Traditional Food With Different Variety

Wonderful Muya for injera and Ethiopian

Muya Restaurant
#105/106-215 Highland Road West
Kitchener, Ontario   N2M 3C1
(519) 504-3488 / (519) 208-8588

Vegetarian dinner for two with five selections and lots of injera: $25 including taxes and tip
Open: daily (not licensed)

If I could, I would easily eat at Muya daily. It’s that good, and it’s a restaurant that flies far too far under the radar as a good food and culture destination. A daily visit would be doing my bit to help it thrive.Besides the food, I love the people who run the restaurant. When you ask them about their cooking and how the meal is taken traditionally, they burst with pride. They love talking about it, and they love sharing conversation with you about it.

That, to me, captures a very good portion of what a good dining culture is all about, and — I will baldly state in light of the recent bullshit going on around the world and the preponderance of Brexitish-Trumpite assholes — the restaurant symbolises what this community is all about here in Waterloo Region — and what Canada is, for most part, at its very core and how we can be better.

Muya started out a few years ago as a take-away shop that baked the Ethiopian bread — injera — and supplied the Waterloo Region and a surprising number of areas outside of it. It amazed me to learn the reach this little-known shop has: Muya co-owner Wendessen Weldgioris estimates that they deliver thousands of pieces of injera each week.

Traditionally made using teff flour, injera is a fermented, soft and bubbly flatbread perhaps unlike any other flatbread. Compare it to a thick buckwheat galette but softer It’s not crisp but rather spongy and chewy at once — and offers a delicious bite with a gentle tang like a sour dough. The teff grain is almost exclusively Ethiopian in its production and rarely grown elsewhere in the world. But here in Kitchener, it is clearly thriving.

When the barber-shop and hairstylist next to Muya in the small plaza on Highland Road between Belmont and Patricia streets closed, Muya moved in and sprouted like a grain of teff with a 25 or so seat restaurant.

At the centre of attention in the plain, open and bright dining room — a TV blaring CNN sometimes — is some of the paraphernalia for their Ethiopian coffee ceremony (most people know how good coffee from Ethiopian can be). The ceremony itself is a wonderful ritual which might see niter kibbeh, cardamom-seasoned butter, added to the brew.


Otherwise, the dining room is decorated with a few photographs and paintings depicting Ethiopian culture. Make sure you look up: a few ceiling tiles have been replaced with stained glass-type art. Service is relaxed and informal. They don’t serve alcohol.

The restaurant offers chicken — such as the dero wot cooked in butter along with sauteed onions, garlic, ginger and an essential Ethiopian spice blend berbere — and lamb and beef dishes. Kifto, the Ethiopian tartare, is available and the shiro wot of chickpea flour with berbere is very good as well.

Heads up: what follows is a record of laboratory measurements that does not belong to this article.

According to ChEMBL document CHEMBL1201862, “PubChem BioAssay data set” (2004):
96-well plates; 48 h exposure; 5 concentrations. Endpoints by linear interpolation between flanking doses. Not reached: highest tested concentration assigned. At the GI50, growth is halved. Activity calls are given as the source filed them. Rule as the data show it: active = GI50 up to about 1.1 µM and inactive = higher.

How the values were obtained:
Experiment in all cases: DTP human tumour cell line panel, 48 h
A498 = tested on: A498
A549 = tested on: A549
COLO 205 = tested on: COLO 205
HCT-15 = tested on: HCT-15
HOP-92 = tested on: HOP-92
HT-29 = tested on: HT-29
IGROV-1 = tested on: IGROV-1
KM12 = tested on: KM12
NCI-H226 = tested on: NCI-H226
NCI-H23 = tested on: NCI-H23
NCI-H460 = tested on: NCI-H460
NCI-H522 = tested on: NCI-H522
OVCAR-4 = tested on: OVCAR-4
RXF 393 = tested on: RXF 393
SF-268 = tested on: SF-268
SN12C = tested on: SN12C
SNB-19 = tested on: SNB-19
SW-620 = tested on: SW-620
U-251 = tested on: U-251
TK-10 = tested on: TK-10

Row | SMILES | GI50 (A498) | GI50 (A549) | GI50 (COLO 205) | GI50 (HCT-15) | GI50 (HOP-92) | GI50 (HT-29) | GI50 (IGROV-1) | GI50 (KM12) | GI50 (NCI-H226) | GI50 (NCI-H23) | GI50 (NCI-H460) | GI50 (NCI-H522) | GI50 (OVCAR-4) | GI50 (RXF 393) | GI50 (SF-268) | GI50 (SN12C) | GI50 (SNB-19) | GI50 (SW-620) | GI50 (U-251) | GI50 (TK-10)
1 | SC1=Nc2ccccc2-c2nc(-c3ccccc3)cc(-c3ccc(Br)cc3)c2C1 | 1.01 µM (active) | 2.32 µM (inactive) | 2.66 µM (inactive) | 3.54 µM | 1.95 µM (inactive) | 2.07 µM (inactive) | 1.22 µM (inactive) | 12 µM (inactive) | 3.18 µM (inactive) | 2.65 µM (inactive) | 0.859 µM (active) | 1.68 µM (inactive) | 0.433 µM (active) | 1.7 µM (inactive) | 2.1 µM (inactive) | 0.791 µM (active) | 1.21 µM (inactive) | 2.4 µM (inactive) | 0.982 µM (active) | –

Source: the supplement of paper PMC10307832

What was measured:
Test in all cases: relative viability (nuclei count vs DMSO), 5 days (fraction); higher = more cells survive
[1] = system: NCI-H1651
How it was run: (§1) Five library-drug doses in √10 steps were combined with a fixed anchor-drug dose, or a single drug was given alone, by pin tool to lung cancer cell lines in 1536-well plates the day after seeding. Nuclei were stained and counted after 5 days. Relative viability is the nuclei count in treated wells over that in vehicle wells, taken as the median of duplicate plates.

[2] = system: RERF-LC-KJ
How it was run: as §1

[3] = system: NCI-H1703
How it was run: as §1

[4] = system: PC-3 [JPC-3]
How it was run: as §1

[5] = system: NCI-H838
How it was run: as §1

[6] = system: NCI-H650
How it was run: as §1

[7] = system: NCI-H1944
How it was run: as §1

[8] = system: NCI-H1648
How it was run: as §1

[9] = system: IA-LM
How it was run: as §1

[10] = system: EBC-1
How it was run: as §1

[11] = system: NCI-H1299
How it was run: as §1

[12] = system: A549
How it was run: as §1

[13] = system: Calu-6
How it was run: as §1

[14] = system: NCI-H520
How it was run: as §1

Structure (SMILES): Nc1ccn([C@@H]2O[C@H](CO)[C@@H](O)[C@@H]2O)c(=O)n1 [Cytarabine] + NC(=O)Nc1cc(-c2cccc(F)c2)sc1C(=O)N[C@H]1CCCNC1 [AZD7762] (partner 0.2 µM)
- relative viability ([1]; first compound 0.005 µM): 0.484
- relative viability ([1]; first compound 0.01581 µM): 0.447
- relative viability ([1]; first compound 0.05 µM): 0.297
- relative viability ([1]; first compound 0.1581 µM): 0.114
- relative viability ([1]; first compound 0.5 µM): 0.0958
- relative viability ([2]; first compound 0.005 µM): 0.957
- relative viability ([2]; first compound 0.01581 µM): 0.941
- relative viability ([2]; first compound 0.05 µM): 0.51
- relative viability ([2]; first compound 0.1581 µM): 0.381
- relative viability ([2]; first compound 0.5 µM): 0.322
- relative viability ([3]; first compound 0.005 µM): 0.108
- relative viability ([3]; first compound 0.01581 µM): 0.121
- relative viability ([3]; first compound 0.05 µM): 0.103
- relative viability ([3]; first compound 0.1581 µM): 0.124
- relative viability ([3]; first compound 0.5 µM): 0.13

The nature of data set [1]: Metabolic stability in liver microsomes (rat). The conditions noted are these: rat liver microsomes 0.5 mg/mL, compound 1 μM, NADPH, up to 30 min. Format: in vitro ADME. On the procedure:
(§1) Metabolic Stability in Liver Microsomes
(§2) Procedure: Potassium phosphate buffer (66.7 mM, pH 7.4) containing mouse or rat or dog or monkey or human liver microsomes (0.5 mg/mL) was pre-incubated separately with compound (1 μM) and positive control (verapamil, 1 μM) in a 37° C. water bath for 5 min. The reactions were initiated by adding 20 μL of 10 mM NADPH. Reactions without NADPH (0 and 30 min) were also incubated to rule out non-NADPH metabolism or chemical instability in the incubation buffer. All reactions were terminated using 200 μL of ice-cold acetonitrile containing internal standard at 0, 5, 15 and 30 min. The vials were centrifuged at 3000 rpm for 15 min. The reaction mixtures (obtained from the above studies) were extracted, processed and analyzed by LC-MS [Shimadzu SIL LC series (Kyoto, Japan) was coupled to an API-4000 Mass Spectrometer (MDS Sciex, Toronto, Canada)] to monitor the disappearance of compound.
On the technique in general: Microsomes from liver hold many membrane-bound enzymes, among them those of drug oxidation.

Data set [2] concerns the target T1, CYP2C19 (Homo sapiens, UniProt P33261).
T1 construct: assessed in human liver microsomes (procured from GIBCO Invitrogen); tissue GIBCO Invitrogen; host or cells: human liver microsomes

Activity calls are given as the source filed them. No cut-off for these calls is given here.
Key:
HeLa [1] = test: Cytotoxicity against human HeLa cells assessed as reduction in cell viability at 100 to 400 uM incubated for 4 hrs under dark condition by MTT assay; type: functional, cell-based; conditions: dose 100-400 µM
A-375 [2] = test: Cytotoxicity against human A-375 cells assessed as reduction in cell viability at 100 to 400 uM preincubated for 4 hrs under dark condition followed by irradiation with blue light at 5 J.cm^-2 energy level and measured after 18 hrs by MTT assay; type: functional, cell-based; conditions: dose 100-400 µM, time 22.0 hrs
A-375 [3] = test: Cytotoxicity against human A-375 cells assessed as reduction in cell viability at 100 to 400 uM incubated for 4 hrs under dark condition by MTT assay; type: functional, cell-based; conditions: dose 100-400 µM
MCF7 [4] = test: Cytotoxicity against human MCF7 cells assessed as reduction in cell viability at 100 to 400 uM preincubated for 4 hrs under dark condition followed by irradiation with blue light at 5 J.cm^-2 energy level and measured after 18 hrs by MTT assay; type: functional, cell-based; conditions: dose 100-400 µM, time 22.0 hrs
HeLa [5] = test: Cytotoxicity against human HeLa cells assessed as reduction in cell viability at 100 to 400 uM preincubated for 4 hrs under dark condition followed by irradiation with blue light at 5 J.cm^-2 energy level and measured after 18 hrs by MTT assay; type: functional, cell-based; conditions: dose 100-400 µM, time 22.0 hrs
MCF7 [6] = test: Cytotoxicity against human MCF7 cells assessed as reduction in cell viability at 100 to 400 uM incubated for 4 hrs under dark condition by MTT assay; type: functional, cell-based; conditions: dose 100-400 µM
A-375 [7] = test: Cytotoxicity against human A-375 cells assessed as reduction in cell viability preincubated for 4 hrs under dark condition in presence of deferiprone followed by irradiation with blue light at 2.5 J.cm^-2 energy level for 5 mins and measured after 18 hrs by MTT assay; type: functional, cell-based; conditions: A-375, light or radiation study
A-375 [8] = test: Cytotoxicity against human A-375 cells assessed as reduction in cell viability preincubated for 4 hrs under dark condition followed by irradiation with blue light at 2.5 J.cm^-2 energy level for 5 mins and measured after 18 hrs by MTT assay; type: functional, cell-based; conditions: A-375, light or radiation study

While I’ve sampled a few quite good dishes that have sauces and preparations that allow you to distinguish flavours, I find myself craving the vegetarian items, regardless of my carnivorous inclinations.

The best way to do that is select the vegetarian combination of sampling dishes: it is ridiculously priced at the (too) low figure of $10.99 for five samples and a few rolls of injera as well as the injera that forms the “plate.” It can fee two people. I think the filling nature of the injera has something to do with that.

As for that edible plate idea, 400 hundred years ago platters on Medieval tables were hard discs of coarse, tough bread which was then consumed after the meal’s sauces and scraps had soaked in (or it was thrown to the dogs). You would never do the latter with injera, however, because it soaks up so much deliciousness. It’s nice that the simplicity of eating your “plate” has survived.


The sampler may arrive in a portioned serving dish or loaded directly onto your injera plate (rice and salads are also available). You eat with your hands, too: tear off a bit of injera and use it soft taco-like to pick up bite-sized morsels of the food. That digital interaction could be kik alicha wot (yellow split peas in a sort of tight stew with turmeric) or misir key wot of lentils in berbere for a bit of very pleasant heat.

Tekel gomen is an absolutely delicious combination of cabbage and potatoes reminiscent of an eastern European dish, again with turmeric and garlic, while gomen is stewed collard greens and spices and fosolia is sauteed green beans, carrots and onions with spices. They are all very good.

In four visits to Muya, each of the six or seven dishes has been perfectly cooked, distinct in flavour and texture and visually appealing. The injera, needless to say, is scrumptious and a marvel of a complicated network of small and tiny bubbles that hold sauces and yet remains in tact. I find it inspiring, that the fermentation process has yielded such beautiful edible art.

I find Muya inspiring too: it’s delicious and simple dining — eating with your hands — and savouring the process and the products: lentils, split peas and chickpeas offer warmth and comfort and knock down the cultural barriers and closed-mindedness of which we are all so tired of these days.

Go eat there and be refreshed.